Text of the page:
Motivation modulates the activity of the human mirror-neuron system.
ABSTRACT It is not known whether the mirror-neuron system is modulated by motivation, such as hunger. In this study, 2 groups of healthy participants underwent 2 functional magnetic resonance imaging scanning sessions separated by 1.5 h interval. During each session, participants were presented with video clips of another person grasping objects or grasping food. The first session was conducted after participants from group 1 had fasted. Then these participants were allowed to eat and were scanned again. Participants from group 2 had a meal before the first session. Food-related stimuli elicited specific hemodynamic response in the parahippocampal gyrus, orbitofrontal cortex, and amygdala, when participants were in a hungry state as compared with a satiated state. In addition, regions that belong to the mirror-neuron system, including the inferior frontal gyrus, and the posterior parietal cortex showed greater response when participants were hungry. Increased activity was also detected in the extrastriate body area. A positive correlation was observed between the self-report ratings of hunger and the hemodynamic activity in the inferior frontal gyrus as well as in the amygdala. Our results suggest that motivation to eat modulates the neural activity in the mirror-neuron system, facilitating the preparation or the intention to act.
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ABSTRACT: It has been suggested that cortical neural systems for language evolved from motor cortical systems, in particular from those fronto-parietal systems responding also to action observation. While previous studies have shown shared cortical systems for action--or action observation--and language, they did not address the question of whether linguistic processing of visual stimuli occurs only within a subset of fronto-parietal areas responding to action observation. If this is true, the hypothesis that language evolved from fronto-parietal systems matching action execution and action observation would be strongly reinforced. We used functional magnetic resonance imaging (fMRI) while subjects watched video stimuli of hand-object-interactions and control photo stimuli of the objects and performed linguistic (conceptual and phonological), and perceptual tasks. Since stimuli were identical for linguistic and perceptual tasks, differential activations had to be related to task demands. The results revealed that the linguistic tasks activated left inferior frontal areas that were subsets of a large bilateral fronto-parietal network activated during action perception. Not a single cortical area demonstrated exclusive--or even simply higher--activation for the linguistic tasks compared to the action perception task. These results show that linguistic tasks do not only share common neural representations but essentially activate a subset of the action observation network if identical stimuli are used. Our findings strongly support the evolutionary hypothesis that fronto-parietal systems matching action execution and observation were co-opted for language, a process known as exaptation.PLoS ONE 02/2007; 2(9):e891. · 4.09 Impact Factor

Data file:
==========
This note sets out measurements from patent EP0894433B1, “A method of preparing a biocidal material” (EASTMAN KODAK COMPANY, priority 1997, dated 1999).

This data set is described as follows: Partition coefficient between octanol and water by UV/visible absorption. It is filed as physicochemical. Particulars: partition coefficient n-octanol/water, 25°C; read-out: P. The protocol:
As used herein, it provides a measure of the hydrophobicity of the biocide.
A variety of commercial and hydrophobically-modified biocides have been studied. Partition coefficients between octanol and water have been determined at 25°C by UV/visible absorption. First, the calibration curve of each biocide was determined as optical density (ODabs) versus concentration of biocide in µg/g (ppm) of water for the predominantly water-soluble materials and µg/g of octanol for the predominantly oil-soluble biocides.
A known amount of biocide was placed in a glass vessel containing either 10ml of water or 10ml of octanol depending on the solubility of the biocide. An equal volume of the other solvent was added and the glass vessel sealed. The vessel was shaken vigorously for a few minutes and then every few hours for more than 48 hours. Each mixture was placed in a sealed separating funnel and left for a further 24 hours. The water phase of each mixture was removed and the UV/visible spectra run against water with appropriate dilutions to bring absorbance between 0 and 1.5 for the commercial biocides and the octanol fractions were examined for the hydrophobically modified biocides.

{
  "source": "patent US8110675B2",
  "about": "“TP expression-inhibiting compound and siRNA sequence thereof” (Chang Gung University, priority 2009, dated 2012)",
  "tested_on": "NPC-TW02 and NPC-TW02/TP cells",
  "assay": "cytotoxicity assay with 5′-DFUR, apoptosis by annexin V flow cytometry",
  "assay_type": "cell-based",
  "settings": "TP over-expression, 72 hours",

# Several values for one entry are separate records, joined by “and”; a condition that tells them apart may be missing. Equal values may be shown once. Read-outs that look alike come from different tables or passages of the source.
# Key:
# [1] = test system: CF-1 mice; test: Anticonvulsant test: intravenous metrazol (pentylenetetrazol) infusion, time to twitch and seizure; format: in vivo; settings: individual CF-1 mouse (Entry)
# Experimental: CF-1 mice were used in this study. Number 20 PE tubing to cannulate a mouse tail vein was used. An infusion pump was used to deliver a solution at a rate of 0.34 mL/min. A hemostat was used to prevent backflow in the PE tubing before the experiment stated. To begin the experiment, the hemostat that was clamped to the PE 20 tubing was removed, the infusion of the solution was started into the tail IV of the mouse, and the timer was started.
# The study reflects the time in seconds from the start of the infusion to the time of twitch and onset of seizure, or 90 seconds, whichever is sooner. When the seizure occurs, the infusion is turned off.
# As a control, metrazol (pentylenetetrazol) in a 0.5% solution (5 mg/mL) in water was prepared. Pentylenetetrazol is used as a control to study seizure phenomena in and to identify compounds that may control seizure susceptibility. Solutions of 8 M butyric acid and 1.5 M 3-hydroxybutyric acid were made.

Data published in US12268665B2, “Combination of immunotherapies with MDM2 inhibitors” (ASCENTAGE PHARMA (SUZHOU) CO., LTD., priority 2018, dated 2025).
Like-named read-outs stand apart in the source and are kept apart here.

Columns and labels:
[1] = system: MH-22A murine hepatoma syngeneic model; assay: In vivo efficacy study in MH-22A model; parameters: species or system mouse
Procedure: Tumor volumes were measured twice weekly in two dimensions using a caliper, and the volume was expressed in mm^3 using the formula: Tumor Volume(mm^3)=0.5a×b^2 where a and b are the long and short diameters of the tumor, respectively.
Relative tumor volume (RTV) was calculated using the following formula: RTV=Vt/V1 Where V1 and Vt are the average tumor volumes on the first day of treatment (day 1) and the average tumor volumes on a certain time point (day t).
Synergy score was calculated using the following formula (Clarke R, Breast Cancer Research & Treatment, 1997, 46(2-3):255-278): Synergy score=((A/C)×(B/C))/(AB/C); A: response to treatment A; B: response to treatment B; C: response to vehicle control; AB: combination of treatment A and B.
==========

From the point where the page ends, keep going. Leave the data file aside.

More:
Article: Modulation of brain activity during action observation: influence of perspective, transitivity and meaningfulness.[show abstract] [hide abstract]
ABSTRACT: The coupling process between observed and performed actions is thought to be performed by a fronto-parietal perception-action system including regions of the inferior frontal gyrus and the inferior parietal lobule. When investigating the influence of the movements' characteristics on this process, most research on action observation has focused on only one particular variable even though the type of movements we observe can vary on several levels. By manipulating the visual perspective, transitivity and meaningfulness of observed movements in a functional magnetic resonance imaging study we aimed at investigating how the type of movements and the visual perspective can modulate brain activity during action observation in healthy individuals. Importantly, we used an active observation task where participants had to subsequently execute or imagine the observed movements. Our results show that the fronto-parietal regions of the perception action system were mostly recruited during the observation of meaningless actions while visual perspective had little influence on the activity within the perception-action system. Simultaneous investigation of several sources of modulation during active action observation is probably an approach that could lead to a greater ecological comprehension of this important sensorimotor process.PLoS ONE 01/2011; 6(9):e24728. · 4.09 Impact Factor